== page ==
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Release Date: 
Saturday, September 19, 2015
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Déluge are a young quintet from the French city of Metz, formed in 2013. In 2014 the band independently released a very limited demonstrational recording on tape, from which the three tracks do appear on this album as well. This debut full length, nicely called Æther, was recorded / produced by the band itself, engineered by Fifteen-guitar player (and ex-X-Vision) Chris Edrich (he did some studio work before for bands like Sekmeth, S-Core, Smash Hit Combo or Fall Of Death), and mixed + mastered in the U.S. of A. by Joy Sturgis (known from mixing and mastering duties for the likes of At Daggers Drawn / Sea Of Treachery, Forever Storm, Woe Of Tyrants, Hate In Flesh, Walking Dead On Broadway etc.). The band signed a deal with one of the most surprising labels from France, Les Acteurs De L’Ombre Productions, with this first studio full record as result. And before focusing on the aural spectrum of this release, first a word about the artwork: very different yet quite cool, created through the mind of Jean-Emmanuel ‘Metastazis’ Simoulin (aka Valnoir), who took care of the artwork, lay-out and / or photography for famous bands such as Blut Aus Nord, Heretoir, Alcest, Ulver, The Black Dahlia Murder and many more.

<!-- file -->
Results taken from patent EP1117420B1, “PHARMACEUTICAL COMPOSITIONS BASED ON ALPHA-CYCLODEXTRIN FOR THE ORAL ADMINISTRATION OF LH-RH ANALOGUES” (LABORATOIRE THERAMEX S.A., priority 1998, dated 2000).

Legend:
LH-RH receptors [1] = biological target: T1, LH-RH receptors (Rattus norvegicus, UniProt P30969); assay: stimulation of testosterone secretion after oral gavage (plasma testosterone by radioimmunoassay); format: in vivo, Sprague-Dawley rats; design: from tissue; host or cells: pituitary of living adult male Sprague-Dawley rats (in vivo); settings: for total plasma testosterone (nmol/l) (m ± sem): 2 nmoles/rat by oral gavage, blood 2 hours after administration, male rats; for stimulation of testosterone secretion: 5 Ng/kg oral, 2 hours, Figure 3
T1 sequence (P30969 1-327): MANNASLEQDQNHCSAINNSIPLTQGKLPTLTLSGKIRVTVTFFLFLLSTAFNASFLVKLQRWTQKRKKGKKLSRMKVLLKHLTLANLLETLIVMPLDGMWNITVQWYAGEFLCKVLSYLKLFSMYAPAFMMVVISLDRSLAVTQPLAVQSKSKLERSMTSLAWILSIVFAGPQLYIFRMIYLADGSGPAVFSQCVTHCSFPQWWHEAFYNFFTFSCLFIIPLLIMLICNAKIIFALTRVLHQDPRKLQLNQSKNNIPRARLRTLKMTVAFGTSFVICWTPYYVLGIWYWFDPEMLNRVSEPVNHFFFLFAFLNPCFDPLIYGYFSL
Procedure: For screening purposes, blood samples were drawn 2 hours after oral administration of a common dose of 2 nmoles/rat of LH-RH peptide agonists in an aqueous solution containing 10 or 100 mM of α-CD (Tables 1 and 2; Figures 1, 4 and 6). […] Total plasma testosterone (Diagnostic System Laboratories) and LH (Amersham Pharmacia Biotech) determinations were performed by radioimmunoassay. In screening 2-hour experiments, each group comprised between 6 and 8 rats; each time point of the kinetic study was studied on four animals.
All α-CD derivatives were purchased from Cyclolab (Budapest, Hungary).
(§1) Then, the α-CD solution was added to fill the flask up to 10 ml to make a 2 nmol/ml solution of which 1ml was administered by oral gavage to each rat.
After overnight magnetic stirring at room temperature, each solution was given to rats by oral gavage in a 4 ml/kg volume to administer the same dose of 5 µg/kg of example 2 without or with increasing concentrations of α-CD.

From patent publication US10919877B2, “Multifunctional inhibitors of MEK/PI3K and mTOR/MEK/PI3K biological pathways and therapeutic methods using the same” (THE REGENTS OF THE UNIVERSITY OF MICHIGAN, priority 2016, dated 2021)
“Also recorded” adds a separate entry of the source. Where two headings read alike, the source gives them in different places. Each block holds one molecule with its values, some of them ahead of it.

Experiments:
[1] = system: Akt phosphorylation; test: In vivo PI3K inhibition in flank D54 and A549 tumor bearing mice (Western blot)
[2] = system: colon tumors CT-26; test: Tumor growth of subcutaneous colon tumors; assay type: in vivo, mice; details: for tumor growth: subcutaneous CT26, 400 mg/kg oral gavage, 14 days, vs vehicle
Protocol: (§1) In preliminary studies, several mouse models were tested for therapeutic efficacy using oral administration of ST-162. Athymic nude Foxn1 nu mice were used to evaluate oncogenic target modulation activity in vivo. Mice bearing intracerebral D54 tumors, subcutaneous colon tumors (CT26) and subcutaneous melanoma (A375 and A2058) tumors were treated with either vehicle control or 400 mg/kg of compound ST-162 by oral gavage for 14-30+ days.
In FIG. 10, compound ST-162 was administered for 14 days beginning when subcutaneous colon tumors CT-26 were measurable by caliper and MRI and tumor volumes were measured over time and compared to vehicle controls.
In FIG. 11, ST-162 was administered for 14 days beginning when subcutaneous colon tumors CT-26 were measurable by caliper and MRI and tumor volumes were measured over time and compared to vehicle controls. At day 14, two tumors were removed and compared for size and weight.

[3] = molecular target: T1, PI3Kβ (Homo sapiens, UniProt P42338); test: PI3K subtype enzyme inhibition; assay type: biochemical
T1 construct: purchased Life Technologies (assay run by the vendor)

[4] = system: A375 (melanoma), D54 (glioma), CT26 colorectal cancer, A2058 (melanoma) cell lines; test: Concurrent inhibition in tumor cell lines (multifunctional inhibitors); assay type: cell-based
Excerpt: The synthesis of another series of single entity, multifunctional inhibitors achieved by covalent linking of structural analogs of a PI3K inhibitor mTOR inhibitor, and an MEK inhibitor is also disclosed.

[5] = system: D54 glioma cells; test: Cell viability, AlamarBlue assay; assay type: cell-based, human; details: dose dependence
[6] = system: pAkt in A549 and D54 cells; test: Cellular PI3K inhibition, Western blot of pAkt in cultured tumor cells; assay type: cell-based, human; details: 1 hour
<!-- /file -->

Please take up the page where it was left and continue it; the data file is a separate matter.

But now it’s time for the sonic side of this release, and within the tradition of Les Acteurs De L’Ombre Productions, this material is quite of the same angle too. With Æther, Déluge bring fifty six minutes of stormy (!) (cf. the permanently re-appearing sound of thunder), raging, rough and hammering (Post) Black Metal. The material is quite melodious, and it comes with a touch of Post-Hardcore nastiness. Several pieces are injected with semi-acoustic excerpts, which in some cases carry a specific funereal emotionality (cf. acoustic details from the Funeral Doom-scene). This, at the same time, sort of defines the relationship in between tradition and the ‘post’-aspect. A couple of times I seem to notice subtle elements from Post-Rock and even Americana (especially within some specific guitar melodies), and prominent hints of Sludge aren’t stranger to this album æther, sorry, I mean either.

Finally this: the track Mélas-Khõ features vocals by no one else but Alcest’s Stéphane ‘Neige’ Paut – and let’s admit that many of Neige’s bands / projects are quite comparable, in one way or another, to Déluge’s performance. Yet still the latter isn’t just some cheap copycat; on the contrary, I do appreciate their self-faced execution.